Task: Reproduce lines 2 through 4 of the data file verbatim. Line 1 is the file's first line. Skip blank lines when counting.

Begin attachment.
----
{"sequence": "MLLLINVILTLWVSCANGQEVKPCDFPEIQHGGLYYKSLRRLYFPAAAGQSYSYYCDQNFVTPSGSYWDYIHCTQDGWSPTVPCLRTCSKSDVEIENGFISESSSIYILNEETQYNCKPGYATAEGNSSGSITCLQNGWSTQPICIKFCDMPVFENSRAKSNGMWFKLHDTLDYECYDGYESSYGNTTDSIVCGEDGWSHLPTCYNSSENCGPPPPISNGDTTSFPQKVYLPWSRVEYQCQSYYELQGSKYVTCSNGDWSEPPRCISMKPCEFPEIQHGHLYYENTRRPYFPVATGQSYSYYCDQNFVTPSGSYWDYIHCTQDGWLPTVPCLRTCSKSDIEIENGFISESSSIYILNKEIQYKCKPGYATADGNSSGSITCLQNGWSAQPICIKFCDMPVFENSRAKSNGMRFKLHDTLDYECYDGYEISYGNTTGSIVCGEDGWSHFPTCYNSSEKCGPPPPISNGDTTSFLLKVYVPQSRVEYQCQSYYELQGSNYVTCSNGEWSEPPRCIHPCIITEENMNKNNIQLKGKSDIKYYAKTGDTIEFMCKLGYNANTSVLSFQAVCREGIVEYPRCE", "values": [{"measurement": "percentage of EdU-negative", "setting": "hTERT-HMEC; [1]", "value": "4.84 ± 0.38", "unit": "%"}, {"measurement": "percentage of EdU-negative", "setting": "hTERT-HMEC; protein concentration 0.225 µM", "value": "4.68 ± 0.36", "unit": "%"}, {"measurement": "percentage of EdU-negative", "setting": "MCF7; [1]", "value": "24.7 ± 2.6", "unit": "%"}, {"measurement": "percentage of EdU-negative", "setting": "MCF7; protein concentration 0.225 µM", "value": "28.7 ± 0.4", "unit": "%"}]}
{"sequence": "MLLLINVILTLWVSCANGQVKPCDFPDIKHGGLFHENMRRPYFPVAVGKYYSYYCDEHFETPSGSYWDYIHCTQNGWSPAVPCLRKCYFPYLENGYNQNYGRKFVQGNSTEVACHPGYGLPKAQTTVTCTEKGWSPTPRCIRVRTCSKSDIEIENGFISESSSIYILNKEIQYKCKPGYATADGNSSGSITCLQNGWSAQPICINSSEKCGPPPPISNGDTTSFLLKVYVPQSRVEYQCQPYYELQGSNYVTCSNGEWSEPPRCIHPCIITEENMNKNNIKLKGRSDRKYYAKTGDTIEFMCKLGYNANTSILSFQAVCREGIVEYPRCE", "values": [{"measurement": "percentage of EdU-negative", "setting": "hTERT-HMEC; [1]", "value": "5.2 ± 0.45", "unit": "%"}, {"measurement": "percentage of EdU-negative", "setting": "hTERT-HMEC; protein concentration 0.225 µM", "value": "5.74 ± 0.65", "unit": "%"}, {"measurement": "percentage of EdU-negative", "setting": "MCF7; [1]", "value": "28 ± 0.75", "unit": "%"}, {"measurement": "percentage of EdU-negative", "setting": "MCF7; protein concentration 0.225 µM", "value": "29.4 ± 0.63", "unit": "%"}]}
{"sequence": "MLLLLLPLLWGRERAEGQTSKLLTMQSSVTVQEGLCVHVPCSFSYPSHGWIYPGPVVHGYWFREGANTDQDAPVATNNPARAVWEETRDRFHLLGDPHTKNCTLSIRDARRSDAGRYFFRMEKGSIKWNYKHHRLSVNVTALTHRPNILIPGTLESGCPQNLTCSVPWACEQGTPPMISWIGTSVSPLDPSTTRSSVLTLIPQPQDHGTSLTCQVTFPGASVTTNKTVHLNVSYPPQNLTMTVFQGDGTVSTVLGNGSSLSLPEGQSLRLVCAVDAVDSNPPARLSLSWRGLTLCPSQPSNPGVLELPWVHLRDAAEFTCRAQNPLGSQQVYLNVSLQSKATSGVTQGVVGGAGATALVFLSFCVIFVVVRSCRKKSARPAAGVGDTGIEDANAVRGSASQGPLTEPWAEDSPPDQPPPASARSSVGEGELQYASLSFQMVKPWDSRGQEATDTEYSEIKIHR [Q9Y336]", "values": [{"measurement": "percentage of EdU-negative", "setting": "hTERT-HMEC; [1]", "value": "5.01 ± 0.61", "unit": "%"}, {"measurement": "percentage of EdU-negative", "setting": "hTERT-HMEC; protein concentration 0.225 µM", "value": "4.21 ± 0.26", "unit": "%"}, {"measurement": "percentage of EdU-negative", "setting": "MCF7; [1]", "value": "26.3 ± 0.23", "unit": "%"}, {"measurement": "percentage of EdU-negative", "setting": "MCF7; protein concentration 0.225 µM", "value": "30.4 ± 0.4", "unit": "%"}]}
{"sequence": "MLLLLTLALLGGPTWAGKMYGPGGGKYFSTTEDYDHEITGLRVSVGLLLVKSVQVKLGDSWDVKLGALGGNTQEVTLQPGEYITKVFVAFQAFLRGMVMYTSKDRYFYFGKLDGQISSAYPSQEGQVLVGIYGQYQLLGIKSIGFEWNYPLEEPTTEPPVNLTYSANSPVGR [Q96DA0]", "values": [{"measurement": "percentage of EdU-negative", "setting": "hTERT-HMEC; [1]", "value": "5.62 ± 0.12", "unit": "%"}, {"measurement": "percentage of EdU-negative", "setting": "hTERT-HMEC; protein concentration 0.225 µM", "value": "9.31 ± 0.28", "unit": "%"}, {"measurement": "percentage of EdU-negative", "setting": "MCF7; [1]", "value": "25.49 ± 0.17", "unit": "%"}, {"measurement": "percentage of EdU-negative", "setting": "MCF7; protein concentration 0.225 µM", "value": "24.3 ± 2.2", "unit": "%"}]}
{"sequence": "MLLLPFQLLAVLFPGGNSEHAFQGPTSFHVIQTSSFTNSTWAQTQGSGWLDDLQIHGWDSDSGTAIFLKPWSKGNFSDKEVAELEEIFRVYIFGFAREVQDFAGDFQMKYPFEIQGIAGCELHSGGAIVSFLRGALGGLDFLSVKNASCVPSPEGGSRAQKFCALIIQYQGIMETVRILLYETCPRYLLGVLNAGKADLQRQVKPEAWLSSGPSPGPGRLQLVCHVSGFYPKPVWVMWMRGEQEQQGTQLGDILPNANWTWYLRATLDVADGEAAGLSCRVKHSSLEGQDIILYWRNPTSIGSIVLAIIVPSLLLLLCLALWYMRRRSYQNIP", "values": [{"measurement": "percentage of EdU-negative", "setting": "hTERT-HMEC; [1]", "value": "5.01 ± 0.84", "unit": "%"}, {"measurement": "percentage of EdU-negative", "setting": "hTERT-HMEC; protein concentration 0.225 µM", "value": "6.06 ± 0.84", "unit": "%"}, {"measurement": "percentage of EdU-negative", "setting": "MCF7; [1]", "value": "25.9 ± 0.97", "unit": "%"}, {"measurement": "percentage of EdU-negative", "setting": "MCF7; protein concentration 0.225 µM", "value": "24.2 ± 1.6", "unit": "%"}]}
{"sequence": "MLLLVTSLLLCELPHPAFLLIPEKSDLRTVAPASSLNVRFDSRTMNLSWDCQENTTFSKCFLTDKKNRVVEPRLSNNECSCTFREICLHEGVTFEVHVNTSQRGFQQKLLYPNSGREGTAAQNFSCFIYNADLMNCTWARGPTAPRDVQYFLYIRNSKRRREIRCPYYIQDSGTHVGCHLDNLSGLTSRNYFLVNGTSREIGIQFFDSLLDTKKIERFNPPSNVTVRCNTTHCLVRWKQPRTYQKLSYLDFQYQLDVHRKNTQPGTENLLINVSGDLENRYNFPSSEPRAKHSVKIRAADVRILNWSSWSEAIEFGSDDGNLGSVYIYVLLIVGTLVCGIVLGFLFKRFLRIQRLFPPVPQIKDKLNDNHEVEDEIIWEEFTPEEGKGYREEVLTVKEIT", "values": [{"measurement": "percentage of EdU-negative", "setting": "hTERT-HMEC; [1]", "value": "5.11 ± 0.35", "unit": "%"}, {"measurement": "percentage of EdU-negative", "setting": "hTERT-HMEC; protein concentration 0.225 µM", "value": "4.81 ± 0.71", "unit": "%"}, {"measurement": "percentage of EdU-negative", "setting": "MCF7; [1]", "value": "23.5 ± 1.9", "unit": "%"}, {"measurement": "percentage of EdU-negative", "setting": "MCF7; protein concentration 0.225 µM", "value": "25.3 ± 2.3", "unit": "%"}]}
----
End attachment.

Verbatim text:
{"sequence": "MLLLINVILTLWVSCANGQVKPCDFPDIKHGGLFHENMRRPYFPVAVGKYYSYYCDEHFETPSGSYWDYIHCTQNGWSPAVPCLRKCYFPYLENGYNQNYGRKFVQGNSTEVACHPGYGLPKAQTTVTCTEKGWSPTPRCIRVRTCSKSDIEIENGFISESSSIYILNKEIQYKCKPGYATADGNSSGSITCLQNGWSAQPICINSSEKCGPPPPISNGDTTSFLLKVYVPQSRVEYQCQPYYELQGSNYVTCSNGEWSEPPRCIHPCIITEENMNKNNIKLKGRSDRKYYAKTGDTIEFMCKLGYNANTSILSFQAVCREGIVEYPRCE", "values": [{"measurement": "percentage of EdU-negative", "setting": "hTERT-HMEC; [1]", "value": "5.2 ± 0.45", "unit": "%"}, {"measurement": "percentage of EdU-negative", "setting": "hTERT-HMEC; protein concentration 0.225 µM", "value": "5.74 ± 0.65", "unit": "%"}, {"measurement": "percentage of EdU-negative", "setting": "MCF7; [1]", "value": "28 ± 0.75", "unit": "%"}, {"measurement": "percentage of EdU-negative", "setting": "MCF7; protein concentration 0.225 µM", "value": "29.4 ± 0.63", "unit": "%"}]}
{"sequence": "MLLLLLPLLWGRERAEGQTSKLLTMQSSVTVQEGLCVHVPCSFSYPSHGWIYPGPVVHGYWFREGANTDQDAPVATNNPARAVWEETRDRFHLLGDPHTKNCTLSIRDARRSDAGRYFFRMEKGSIKWNYKHHRLSVNVTALTHRPNILIPGTLESGCPQNLTCSVPWACEQGTPPMISWIGTSVSPLDPSTTRSSVLTLIPQPQDHGTSLTCQVTFPGASVTTNKTVHLNVSYPPQNLTMTVFQGDGTVSTVLGNGSSLSLPEGQSLRLVCAVDAVDSNPPARLSLSWRGLTLCPSQPSNPGVLELPWVHLRDAAEFTCRAQNPLGSQQVYLNVSLQSKATSGVTQGVVGGAGATALVFLSFCVIFVVVRSCRKKSARPAAGVGDTGIEDANAVRGSASQGPLTEPWAEDSPPDQPPPASARSSVGEGELQYASLSFQMVKPWDSRGQEATDTEYSEIKIHR [Q9Y336]", "values": [{"measurement": "percentage of EdU-negative", "setting": "hTERT-HMEC; [1]", "value": "5.01 ± 0.61", "unit": "%"}, {"measurement": "percentage of EdU-negative", "setting": "hTERT-HMEC; protein concentration 0.225 µM", "value": "4.21 ± 0.26", "unit": "%"}, {"measurement": "percentage of EdU-negative", "setting": "MCF7; [1]", "value": "26.3 ± 0.23", "unit": "%"}, {"measurement": "percentage of EdU-negative", "setting": "MCF7; protein concentration 0.225 µM", "value": "30.4 ± 0.4", "unit": "%"}]}
{"sequence": "MLLLLTLALLGGPTWAGKMYGPGGGKYFSTTEDYDHEITGLRVSVGLLLVKSVQVKLGDSWDVKLGALGGNTQEVTLQPGEYITKVFVAFQAFLRGMVMYTSKDRYFYFGKLDGQISSAYPSQEGQVLVGIYGQYQLLGIKSIGFEWNYPLEEPTTEPPVNLTYSANSPVGR [Q96DA0]", "values": [{"measurement": "percentage of EdU-negative", "setting": "hTERT-HMEC; [1]", "value": "5.62 ± 0.12", "unit": "%"}, {"measurement": "percentage of EdU-negative", "setting": "hTERT-HMEC; protein concentration 0.225 µM", "value": "9.31 ± 0.28", "unit": "%"}, {"measurement": "percentage of EdU-negative", "setting": "MCF7; [1]", "value": "25.49 ± 0.17", "unit": "%"}, {"measurement": "percentage of EdU-negative", "setting": "MCF7; protein concentration 0.225 µM", "value": "24.3 ± 2.2", "unit": "%"}]}